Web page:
I felt mostly relieved when my conversations with Chef and the sous chefs to give my two weeks notice went well. It had been a long month of anxiously awaiting my official offer from the fast casual restaurant group and having to stay hush-hush. They completely understood where I was coming from – this is a large kitchen and it is incredibly difficult and competitive to get any upward movement. It would take at least another six months to one year just to get promoted from Line Cook to Lead Cook and even then, they hardly get to learn any of the business training nor get scheduled for the opening/”mid” shifts that I hope to get at my new venture.

Still, I’ve had a bad case of “graduation goggles” this past week or so. I mean, I practically hear Vitamin C’s voice singing “As we go on, we remember…” providing the soundtrack to my life as I walk through the kitchen at the end of yet another dinner service, as I work on some particular projects for the last time, and, especially, as I have conversations with the coworkers who have become my friends and home away from home for the past year. One of the sous chefs really hit the nail on the head when he said that this is a kitchen that I’m going to miss. On the bright side, all of the chefs gave me an open invitation to come back any time.

Eight days left.

Exciting News!

Happy 2016, everyone! (shush – I know I’m… 29 days late… man, has this year already been flying by!)

A few brief updates to catch up from where we last left off. One of the sad realities of working in the kitchen is that you’re pretty much guaranteed to be working holidays. It sucks. They say you get used to it, and every year you convince yourself that you’re OK with it and that it just comes with the territory. But then your family starts asking when you’re free to celebrate over dinner. And you see your friends posting pictures and meaningful statuses all over Facebook. And you think about your poor SO who’s trying to scramble together plans with friends or has just accepted that he’s going to be alone on a day meant to be shared with loved ones. I’ll say it again – it sucks.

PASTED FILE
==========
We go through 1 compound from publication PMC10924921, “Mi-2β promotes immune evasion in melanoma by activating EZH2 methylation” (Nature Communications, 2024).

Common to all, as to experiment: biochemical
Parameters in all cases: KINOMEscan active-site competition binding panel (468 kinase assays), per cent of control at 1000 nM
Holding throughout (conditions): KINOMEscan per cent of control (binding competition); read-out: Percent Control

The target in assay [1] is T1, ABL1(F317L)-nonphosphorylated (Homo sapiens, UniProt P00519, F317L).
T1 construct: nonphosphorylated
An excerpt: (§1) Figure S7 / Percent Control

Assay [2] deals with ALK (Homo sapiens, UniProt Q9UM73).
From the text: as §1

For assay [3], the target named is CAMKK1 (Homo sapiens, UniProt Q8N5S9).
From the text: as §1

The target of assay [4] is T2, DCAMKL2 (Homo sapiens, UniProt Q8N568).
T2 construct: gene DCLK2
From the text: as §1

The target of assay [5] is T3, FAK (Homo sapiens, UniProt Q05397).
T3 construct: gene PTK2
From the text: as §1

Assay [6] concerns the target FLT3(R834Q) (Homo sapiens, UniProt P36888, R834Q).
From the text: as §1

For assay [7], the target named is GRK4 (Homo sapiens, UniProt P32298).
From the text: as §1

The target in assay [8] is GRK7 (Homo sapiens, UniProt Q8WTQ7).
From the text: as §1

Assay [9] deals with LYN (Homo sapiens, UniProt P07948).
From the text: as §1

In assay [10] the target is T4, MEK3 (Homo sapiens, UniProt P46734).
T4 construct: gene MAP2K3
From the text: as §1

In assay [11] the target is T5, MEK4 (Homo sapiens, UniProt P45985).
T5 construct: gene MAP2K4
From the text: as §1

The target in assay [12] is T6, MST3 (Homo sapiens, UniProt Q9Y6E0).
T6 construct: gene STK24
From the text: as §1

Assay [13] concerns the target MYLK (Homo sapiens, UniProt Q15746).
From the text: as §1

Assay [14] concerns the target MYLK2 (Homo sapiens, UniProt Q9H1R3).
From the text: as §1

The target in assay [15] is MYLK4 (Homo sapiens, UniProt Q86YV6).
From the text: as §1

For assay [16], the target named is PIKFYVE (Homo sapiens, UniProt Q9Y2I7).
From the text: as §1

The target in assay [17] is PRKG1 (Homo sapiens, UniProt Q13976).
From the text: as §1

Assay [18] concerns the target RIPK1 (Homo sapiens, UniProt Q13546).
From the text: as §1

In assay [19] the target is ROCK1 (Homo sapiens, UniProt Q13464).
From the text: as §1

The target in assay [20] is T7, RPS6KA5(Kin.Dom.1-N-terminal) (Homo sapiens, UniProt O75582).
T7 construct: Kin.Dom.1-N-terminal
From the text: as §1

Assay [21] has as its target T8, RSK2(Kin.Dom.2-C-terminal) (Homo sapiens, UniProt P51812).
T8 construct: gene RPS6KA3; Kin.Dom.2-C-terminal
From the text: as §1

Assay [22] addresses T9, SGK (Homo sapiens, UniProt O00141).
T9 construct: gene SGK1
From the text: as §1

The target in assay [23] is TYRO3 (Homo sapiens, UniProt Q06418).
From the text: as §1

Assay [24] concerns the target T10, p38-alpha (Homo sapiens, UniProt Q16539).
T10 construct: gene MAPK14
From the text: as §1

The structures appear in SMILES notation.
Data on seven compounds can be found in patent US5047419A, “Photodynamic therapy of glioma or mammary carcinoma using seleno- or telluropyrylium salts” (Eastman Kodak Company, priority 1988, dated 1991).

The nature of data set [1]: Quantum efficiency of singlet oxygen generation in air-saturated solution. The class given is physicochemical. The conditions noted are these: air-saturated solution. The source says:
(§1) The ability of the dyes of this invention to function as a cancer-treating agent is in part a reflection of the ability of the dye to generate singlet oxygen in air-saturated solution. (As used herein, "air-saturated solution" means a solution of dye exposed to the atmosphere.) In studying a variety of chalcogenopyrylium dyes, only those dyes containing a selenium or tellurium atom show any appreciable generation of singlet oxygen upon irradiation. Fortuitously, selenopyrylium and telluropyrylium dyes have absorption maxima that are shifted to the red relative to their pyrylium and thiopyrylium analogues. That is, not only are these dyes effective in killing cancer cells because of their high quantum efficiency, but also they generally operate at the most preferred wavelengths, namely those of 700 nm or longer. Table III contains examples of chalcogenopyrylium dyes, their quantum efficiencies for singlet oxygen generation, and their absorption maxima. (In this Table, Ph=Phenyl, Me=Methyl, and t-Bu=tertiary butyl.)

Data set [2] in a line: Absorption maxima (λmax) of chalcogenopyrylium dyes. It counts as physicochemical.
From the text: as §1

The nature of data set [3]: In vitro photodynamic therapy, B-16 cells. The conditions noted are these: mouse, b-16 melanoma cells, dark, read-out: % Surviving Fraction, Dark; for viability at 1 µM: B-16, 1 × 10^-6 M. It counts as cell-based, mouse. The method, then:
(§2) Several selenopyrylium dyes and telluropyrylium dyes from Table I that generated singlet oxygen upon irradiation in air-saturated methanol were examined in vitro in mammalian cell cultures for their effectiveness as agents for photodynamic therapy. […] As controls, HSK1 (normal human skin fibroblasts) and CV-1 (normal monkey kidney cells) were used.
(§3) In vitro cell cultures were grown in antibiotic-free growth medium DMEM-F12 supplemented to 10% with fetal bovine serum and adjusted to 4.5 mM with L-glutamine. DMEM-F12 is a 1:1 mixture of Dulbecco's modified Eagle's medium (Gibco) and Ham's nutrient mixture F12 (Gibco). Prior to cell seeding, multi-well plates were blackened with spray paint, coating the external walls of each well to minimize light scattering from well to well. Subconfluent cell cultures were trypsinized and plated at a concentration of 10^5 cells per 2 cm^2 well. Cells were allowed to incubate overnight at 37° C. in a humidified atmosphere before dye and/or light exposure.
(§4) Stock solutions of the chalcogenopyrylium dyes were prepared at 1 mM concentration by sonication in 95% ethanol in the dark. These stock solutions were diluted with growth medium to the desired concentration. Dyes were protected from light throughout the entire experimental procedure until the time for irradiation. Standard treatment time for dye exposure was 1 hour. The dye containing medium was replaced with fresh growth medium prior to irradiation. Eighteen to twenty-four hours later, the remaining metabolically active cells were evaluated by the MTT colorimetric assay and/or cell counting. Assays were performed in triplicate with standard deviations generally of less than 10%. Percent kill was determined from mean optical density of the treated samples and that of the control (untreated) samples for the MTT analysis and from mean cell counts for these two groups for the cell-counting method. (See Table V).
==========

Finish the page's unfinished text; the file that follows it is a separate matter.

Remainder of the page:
Christmas Eve was the worst. Somehow the reservationist screwed up or the servers couldn’t turn tables fast enough or something but come 9 o’clock, we were apparently an hour behind on reservations. (That meant the people who made 8pm ressies were just now sitting down.) We were supposed to close early, at 9:45pm, but ended up in a whirlwind of miscommunication… I didn’t leave until 11:30pm. New Year’s Eve was much better. We had a buyout format and basically held a buffet-style party of champagne and caviar for the rich and famous to ring in the new year. We put out the last bits of food at 11:15, did a super quick champagne toast in the satellite kitchen, and then bolted out the door to ring in the new year with our friends and family. I was home in time to watch a documentary on sriracha with Honey Bunny over a quick late night dinner and got to kiss him at midnight. Luckily the restaurant was closed on both Christmas Day and New Year’s Day, so we got to spend some time together and be festive.